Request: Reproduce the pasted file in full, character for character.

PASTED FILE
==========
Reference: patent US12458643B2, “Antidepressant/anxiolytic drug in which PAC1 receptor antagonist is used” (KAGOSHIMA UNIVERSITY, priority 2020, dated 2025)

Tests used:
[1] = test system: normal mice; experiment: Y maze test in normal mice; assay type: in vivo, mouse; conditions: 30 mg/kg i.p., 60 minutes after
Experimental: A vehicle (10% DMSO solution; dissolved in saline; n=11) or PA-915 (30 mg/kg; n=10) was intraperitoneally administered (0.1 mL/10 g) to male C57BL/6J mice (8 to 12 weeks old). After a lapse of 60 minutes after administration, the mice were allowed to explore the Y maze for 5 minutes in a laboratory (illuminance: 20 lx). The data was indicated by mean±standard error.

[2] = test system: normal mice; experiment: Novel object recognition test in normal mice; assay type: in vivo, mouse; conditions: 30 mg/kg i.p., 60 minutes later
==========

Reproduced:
Reference: patent US12458643B2, “Antidepressant/anxiolytic drug in which PAC1 receptor antagonist is used” (KAGOSHIMA UNIVERSITY, priority 2020, dated 2025)

Tests used:
[1] = test system: normal mice; experiment: Y maze test in normal mice; assay type: in vivo, mouse; conditions: 30 mg/kg i.p., 60 minutes after
Experimental: A vehicle (10% DMSO solution; dissolved in saline; n=11) or PA-915 (30 mg/kg; n=10) was intraperitoneally administered (0.1 mL/10 g) to male C57BL/6J mice (8 to 12 weeks old). After a lapse of 60 minutes after administration, the mice were allowed to explore the Y maze for 5 minutes in a laboratory (illuminance: 20 lx). The data was indicated by mean±standard error.

[2] = test system: normal mice; experiment: Novel object recognition test in normal mice; assay type: in vivo, mouse; conditions: 30 mg/kg i.p., 60 minutes later